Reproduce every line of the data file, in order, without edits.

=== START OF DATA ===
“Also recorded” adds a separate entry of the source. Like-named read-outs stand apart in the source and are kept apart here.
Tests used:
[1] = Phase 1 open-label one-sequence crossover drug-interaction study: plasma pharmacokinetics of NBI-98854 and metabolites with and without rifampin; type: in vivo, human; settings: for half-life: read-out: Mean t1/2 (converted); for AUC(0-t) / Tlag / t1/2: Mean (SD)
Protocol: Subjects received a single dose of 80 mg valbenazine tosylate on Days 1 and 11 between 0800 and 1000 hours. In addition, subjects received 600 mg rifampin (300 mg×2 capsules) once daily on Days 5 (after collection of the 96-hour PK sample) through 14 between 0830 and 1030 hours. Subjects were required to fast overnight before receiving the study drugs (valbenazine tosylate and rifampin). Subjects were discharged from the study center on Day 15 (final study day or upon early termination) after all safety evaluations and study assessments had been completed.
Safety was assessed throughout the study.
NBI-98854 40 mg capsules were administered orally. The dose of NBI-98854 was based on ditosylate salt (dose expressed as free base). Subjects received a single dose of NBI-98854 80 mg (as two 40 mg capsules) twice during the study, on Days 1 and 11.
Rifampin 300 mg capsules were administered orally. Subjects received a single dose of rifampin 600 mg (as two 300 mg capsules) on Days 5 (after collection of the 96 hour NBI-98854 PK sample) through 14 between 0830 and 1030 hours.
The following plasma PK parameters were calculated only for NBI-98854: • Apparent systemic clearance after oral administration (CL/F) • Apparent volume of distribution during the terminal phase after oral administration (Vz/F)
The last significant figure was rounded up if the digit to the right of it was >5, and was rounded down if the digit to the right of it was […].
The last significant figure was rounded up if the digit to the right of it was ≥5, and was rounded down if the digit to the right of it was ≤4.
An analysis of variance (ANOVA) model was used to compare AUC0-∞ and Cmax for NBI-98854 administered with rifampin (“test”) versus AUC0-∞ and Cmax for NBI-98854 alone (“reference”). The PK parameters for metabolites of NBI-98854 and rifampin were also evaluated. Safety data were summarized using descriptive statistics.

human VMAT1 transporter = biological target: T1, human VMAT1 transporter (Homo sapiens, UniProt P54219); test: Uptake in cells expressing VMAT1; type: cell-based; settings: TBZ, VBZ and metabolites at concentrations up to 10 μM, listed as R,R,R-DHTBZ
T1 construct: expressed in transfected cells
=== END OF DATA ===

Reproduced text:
“Also recorded” adds a separate entry of the source. Like-named read-outs stand apart in the source and are kept apart here.
Tests used:
[1] = Phase 1 open-label one-sequence crossover drug-interaction study: plasma pharmacokinetics of NBI-98854 and metabolites with and without rifampin; type: in vivo, human; settings: for half-life: read-out: Mean t1/2 (converted); for AUC(0-t) / Tlag / t1/2: Mean (SD)
Protocol: Subjects received a single dose of 80 mg valbenazine tosylate on Days 1 and 11 between 0800 and 1000 hours. In addition, subjects received 600 mg rifampin (300 mg×2 capsules) once daily on Days 5 (after collection of the 96-hour PK sample) through 14 between 0830 and 1030 hours. Subjects were required to fast overnight before receiving the study drugs (valbenazine tosylate and rifampin). Subjects were discharged from the study center on Day 15 (final study day or upon early termination) after all safety evaluations and study assessments had been completed.
Safety was assessed throughout the study.
NBI-98854 40 mg capsules were administered orally. The dose of NBI-98854 was based on ditosylate salt (dose expressed as free base). Subjects received a single dose of NBI-98854 80 mg (as two 40 mg capsules) twice during the study, on Days 1 and 11.
Rifampin 300 mg capsules were administered orally. Subjects received a single dose of rifampin 600 mg (as two 300 mg capsules) on Days 5 (after collection of the 96 hour NBI-98854 PK sample) through 14 between 0830 and 1030 hours.
The following plasma PK parameters were calculated only for NBI-98854: • Apparent systemic clearance after oral administration (CL/F) • Apparent volume of distribution during the terminal phase after oral administration (Vz/F)
The last significant figure was rounded up if the digit to the right of it was >5, and was rounded down if the digit to the right of it was […].
The last significant figure was rounded up if the digit to the right of it was ≥5, and was rounded down if the digit to the right of it was ≤4.
An analysis of variance (ANOVA) model was used to compare AUC0-∞ and Cmax for NBI-98854 administered with rifampin (“test”) versus AUC0-∞ and Cmax for NBI-98854 alone (“reference”). The PK parameters for metabolites of NBI-98854 and rifampin were also evaluated. Safety data were summarized using descriptive statistics.

human VMAT1 transporter = biological target: T1, human VMAT1 transporter (Homo sapiens, UniProt P54219); test: Uptake in cells expressing VMAT1; type: cell-based; settings: TBZ, VBZ and metabolites at concentrations up to 10 μM, listed as R,R,R-DHTBZ
T1 construct: expressed in transfected cells